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Trump to McGahn: Ignore Subpoena       05/21 06:18

   House Democrats are facing yet another brazen attempt by President Donald 
Trump to stonewall their investigations , this time with former White House 
counsel Donald McGahn defying a subpoena for his testimony on orders from the 
White House.

   WASHINGTON (AP) -- House Democrats are facing yet another brazen attempt by 
President Donald Trump to stonewall their investigations , this time with 
former White House counsel Donald McGahn defying a subpoena for his testimony 
on orders from the White House.

   A lawyer for McGahn said he would follow the president's directive and skip 
Tuesday's House Judiciary hearing, leaving the Democrats without yet another 
witness --- and a growing debate within the party about how to respond.

   House Speaker Nancy Pelosi, backed by House Judiciary Committee Chairman 
Jerrold Nadler, is taking a step-by-step approach to the confrontations with 
Trump. Nadler said the committee would vote to hold McGahn in contempt, and 
take the issue to court.

   "You face serious consequences if you do not appear," Nadler warned McGahn 
in a letter on the eve of the hearing. Democrats are encouraged by an early 
success on that route as a federal judge ruled against Trump on Monday in a 
financial records dispute with Congress.

   But that hasn't been swift enough for some members of the Judiciary panel 
who feel that Pelosi should be more aggressive and launch impeachment hearings 
that would make it easier to get information from the administration. Such 
hearings would give Democrats more standing in court and could stop short of a 
vote to remove the president.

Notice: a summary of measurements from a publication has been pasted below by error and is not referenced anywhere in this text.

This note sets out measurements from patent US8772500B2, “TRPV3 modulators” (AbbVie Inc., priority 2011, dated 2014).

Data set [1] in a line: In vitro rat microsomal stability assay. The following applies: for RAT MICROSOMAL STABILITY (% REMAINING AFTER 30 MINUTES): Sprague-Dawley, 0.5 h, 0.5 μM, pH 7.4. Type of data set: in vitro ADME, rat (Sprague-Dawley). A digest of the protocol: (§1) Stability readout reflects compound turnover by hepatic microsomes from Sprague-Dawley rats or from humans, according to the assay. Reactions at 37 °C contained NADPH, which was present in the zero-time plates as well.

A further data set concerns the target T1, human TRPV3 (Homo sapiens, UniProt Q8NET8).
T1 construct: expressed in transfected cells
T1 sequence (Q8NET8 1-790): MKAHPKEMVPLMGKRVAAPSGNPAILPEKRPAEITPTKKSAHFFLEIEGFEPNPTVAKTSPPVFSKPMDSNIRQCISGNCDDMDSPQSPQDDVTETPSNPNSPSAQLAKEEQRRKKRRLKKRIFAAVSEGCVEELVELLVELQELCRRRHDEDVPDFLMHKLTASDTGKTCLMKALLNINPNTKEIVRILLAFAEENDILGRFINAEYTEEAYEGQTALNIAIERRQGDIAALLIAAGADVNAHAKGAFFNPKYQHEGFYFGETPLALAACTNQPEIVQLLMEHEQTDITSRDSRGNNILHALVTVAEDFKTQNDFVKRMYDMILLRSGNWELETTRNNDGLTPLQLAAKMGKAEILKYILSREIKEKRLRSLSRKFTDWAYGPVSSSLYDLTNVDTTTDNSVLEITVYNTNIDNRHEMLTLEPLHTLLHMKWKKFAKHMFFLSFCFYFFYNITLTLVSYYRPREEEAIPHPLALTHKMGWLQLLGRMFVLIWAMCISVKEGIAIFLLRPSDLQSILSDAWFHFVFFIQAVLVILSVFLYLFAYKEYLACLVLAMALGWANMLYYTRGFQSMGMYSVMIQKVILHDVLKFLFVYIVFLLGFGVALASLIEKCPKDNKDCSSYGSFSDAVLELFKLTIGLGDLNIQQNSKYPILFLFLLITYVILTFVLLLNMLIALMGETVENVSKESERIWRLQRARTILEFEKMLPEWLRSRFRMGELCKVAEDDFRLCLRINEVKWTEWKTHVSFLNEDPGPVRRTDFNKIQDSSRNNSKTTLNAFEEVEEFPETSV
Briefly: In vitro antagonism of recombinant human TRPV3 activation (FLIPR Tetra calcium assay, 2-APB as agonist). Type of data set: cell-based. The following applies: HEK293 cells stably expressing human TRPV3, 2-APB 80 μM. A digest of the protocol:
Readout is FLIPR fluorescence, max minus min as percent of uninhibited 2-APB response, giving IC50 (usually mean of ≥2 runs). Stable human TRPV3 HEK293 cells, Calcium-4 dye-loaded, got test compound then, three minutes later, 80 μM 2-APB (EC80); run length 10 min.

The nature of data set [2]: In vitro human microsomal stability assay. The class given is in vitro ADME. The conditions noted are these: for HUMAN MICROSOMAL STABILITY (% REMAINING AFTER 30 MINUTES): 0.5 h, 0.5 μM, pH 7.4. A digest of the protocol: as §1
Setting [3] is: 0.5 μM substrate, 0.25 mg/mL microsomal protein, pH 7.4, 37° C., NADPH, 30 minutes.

The issue was raised in a meeting among top Democrats Monday evening, where 
some members confronted Pelosi about opening up the impeachment hearings, 
according to three people familiar with the private conversation who requested 
anonymity to discuss it.

   Maryland Rep. Jamie Raskin made the case launching an impeachment inquiry 
would consolidate the Trump investigations as Democrats try to keep focus on 
their other work, according to the people.

   Pelosi pushed back, noting that several committees are doing investigations 
already and they had already been successful in one court case. But the 
members, several of whom have spoken publicly about the need to be more 
aggressive with Trump, are increasingly impatient with the careful approach. 
Other Democrats in the meeting siding with Raskin included Rhode Island Rep. 
David Cicilline, California Rep. Ted Lieu and freshman Colorado Rep. Joe Neguse.

   Just before the start of the meeting, Cicilline tweeted: "If Don McGahn does 
not testify tomorrow, it will be time to begin an impeachment inquiry of 
@realDonaldTrump."

   In the hours after the discussion, Pelosi and Nadler met privately. Shortly 
after emerging from that meeting, Nadler said "it's possible" when asked about 
impeachment hearings. But he noted that Democrats had won a court victory 
without having to take that step.

   "The president's continuing lawless conduct is making it harder and harder 
to rule out impeachment or any other enforcement action," Nadler said.

   McGahn's refusal to testify is the latest of several moves to block 
Democratic investigations by Trump, who has said his administration will fight